One of the greatest lines of dialogue in any motion picture can be heard in Alfred Hitchcock’s “Psycho,” when Anthony Perkins as Norman Bates tells Janet Leigh as “Marion Crane that “a boy’s best friend is his mother.” Talk about presaging what’s to come. Wow.
Before the arrival of Hitchcock’s 1960 psychological masterpiece, few, if any, people would have thought that an important star was in danger of being killed in the early part of a major motion picture.
“Psycho” premiered in New York City on June 16, 1960 and then had premieres in Boston, Chicago, and Philadelphia on June 22. It didn’t open in the rest of the U.S. until Sept. 8, which means that a lot of film fanatics kept a very big secret. Today, that secret would almost certainly have been spilled in countless social media posts.
Hitchcock, making the most of a brilliant advertising campaign, warned that no one, not even American President Dwight D. Eisenhower or Queen Elizabeth II of England, would be admitted to a cinema once the picture had begun. The rule was ironclad, utterly unbreakable, and completely binding with theater owners. No spoilers for Hitchcock.
To write that the director’s black and white thriller changed filmmaking forever would be an understatement. The success of “Psycho” affected movie budgeting – it was shot with a less expensive crew that had adapted to the fast pace of shooting television shows – and it rewrote the rulebook for the content and making of horror films.
“Psycho,” with a screenplay by Joseph Stefano, unnerved a moviegoing public that was used to a certain civility in the films they saw. The slightest hint of female nudity turned some people apoplectic, and the repeated slashing of a character with a butcher’s knife would have shaken audiences to their core. Yes, there was tense action, mild violence, images of war, and classic fright alongside the comedy, music, and romance during decades of features, but this was different.
Hitchcock himself was a superstar, not only because of his well-made mysteries and adventures, but also because he was in American living rooms every week for 10 years introducing his television show, “Alfred Hitchcock Presents.” Folks trusted the director to deliver a well-made twist and an occasional comedic touch of turmoil.
In 1960, he pulled the rug out from under audiences. There are three shocking set-pieces in “Psycho,” one in the Bates Motel, and two in the Bates family’s house – the brutality in the upstairs hallway and the mind-boggling jolt in the basement. Audiences weren’t used to having this kind of mayhem and madness thrust upon them from an important director and major studio. Absolutely no one was prepared for what they were seeing on the screen.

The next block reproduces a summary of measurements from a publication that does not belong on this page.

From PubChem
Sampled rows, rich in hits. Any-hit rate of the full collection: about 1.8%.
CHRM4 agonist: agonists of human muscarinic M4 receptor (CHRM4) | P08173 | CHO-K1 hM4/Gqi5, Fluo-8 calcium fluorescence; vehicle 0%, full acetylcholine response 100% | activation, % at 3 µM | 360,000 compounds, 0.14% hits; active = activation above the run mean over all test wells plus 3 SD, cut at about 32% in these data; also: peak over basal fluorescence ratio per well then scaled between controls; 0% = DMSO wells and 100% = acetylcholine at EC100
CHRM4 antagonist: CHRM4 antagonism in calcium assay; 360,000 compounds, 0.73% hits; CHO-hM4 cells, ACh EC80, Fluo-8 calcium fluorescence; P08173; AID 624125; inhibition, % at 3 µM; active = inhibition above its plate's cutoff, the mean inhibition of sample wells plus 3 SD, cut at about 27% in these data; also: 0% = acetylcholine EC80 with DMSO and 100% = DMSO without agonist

Why would they have been? Hitchcock, who rose to serious fame in the 1930s in the United Kingdom, had cemented that fame in the U.S. in the 1940s with a number of enjoyable suspense films, including “Foreign Correspondent, “Shadow Of A Doubt,” and “Notorious.” He had an avid following.
In the 1950s, he directed a string of colorful popular entertainments with glamorous movie stars, including “Rear Window,” “The Man Who Knew Too Much” (a remake of his own 1934 British thriller), “To Catch A Thief,” “Vertigo,” and “North By Northwest.” The latter adventure set the template for every spy film that has followed it.
For a richly detailed exploration of how “Psycho” got produced, read Stephen Rebello’s superb “Alfred Hitchcock And The Making Of Psycho.” For a report on what audiences experienced while watching “Psycho” when it was first released, listen to my own mother.
My mom, Geraldine Calleri, loved going to the movies, and she enjoyed seeing Hitchcock’s films. You couldn’t have found a more appreciative audience. In the autumn of 1960, she went to the Paramount Theatre at 612 Main St. in downtown Buffalo with some of her friends to see “Psycho.” The Paramount had a single giant screen and 3,024 seats, including a balcony.
When I was in college studying English and Film (I even wrote a paper on Hitchcock), I would often ask my mother to describe the experience of seeing “Psycho.” Unlike today, audiences were used to seeing black and white films and no one was surprised that the feature wasn’t in color. What shattered them was the first murder. 3,024 people in the sold-out theater went ballistic.
My mother said that when the Bates Motel’s shower curtain was pulled back and the first flash of the knife appeared, the audience erupted. Pandemonium ensued. There were screams the like of which she had never heard, and these screams were competing with the “screams” from the violins playing throughout the scene. Some people fled the theater. Most recoiled in their seats. Everyone was yelling. There was a total state of shock.
The noise level stayed high. Now halfway through the movie, all bets were off. The supercharged bedlam at the Paramount continued throughout the swamp sequence and even into the next major dialogue scene.
Great filmmaking rarely gets better than this.
You can celebrate the 60th anniversary of “Psycho” by seeing it at the Screening Room at the Boulevard Mall in Amherst this weekend. Enter from the parking lot on Alberta Drive. Shows are Friday at 7:30 p.m. and Saturday at 5 and 7:30 p.m. Advance booking is recommended.
Michael Calleri reviews films for the Niagara Gazette and the CNHI news network. Contact him at firstname.lastname@example.org.